Albert Einstein once said that everything is relative. You can look at a glass of water and complain that it’s half empty, or you can be thankful that it’s half full. Boredom is relative too. It can be hard to live with, or it can stimulate you to start using your creativity. And that’s when a new world opens up for you.
I’m not saying that everyone who’s doing virtual car renders started doing so because of boredom. But I’m pretty sure unleashing your ideas onto a piece of paper, real or virtual, can be a lot of fun. If you’ve got a strong passion for cars and automotive design, you’ve probably seen most of the vehicles ever built or imagined by manufacturers. There are bound to be a few strange cars that you haven’t discovered yet, but we’ll talk about those some other time.
The miracle of photo editing can allow even the most basic users to envision the craziest of ideas. And recently I’ve stumbled upon a series of renderings that are, in essence, sports cars or supercars with visual elements borrowed from regular or lesser vehicles. Some of these concepts work better than others, but that may be down to personal preference as well.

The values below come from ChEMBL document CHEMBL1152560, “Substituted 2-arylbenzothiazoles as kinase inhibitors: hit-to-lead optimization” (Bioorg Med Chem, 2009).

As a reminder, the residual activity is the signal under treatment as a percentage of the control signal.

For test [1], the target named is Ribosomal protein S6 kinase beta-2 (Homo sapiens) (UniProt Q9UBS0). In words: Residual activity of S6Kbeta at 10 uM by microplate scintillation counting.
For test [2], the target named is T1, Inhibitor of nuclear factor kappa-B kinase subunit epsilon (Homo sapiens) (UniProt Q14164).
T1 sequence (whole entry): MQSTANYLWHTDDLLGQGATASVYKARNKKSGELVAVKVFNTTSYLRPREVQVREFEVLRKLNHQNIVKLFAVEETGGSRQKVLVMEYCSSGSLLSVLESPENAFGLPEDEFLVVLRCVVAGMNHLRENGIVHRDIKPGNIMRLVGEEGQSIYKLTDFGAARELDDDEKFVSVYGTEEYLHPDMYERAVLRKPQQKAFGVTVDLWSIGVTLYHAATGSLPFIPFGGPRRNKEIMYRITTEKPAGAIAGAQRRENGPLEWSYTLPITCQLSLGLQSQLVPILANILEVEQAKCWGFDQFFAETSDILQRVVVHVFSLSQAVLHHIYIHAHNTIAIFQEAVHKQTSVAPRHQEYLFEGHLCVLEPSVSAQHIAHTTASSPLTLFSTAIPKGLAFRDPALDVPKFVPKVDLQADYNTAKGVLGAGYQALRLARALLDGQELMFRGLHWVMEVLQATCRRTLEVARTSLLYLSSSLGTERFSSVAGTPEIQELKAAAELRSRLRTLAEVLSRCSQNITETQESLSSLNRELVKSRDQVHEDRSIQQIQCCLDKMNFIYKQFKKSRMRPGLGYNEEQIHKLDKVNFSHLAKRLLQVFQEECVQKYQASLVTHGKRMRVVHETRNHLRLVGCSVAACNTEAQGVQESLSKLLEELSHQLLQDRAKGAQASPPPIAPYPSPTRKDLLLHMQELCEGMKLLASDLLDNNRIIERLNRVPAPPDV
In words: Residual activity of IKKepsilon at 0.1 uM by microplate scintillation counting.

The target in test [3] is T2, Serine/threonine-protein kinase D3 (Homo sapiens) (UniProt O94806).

The first render that caught my attention was a Bentley Continental GT with a Nissan Murano nose swap. It doesn’t look bad at all, and it could be Nissan’s alternative to the Lexus LC. After that, someone came up with the idea of a Corvette ZR1 with a Classic MINI. Most people are probably going to hate it, but I wouldn’t be surprised if someone in Japan would be awed by the concept.
If these two renders feel ridiculous, you may be shocked by the sight of a 6th generation Dodge Viper that has the face of a Renault Twingo. If it still has a V10 engine inside, most people would probably give it a thumbs up. A Lamborghini Diablo VT with a Nissan 350Z feels equally as strange, but it’s still not as crazy as the Plymouth Superscion TC.
Yes, someone thought it’d be a good idea to have a Plymouth Superbird looking like a Scion TC. In a way, it looks like an upgrade over the standard version. But I’m sure that Plymouth enthusiasts will immediately label it as “plastic surgery gone wrong.” As with the previous cars, if this still retains the original Hemi engine, I guess there’s no harm done to it. Just imagine how people would react if they’d see you driving this in real life.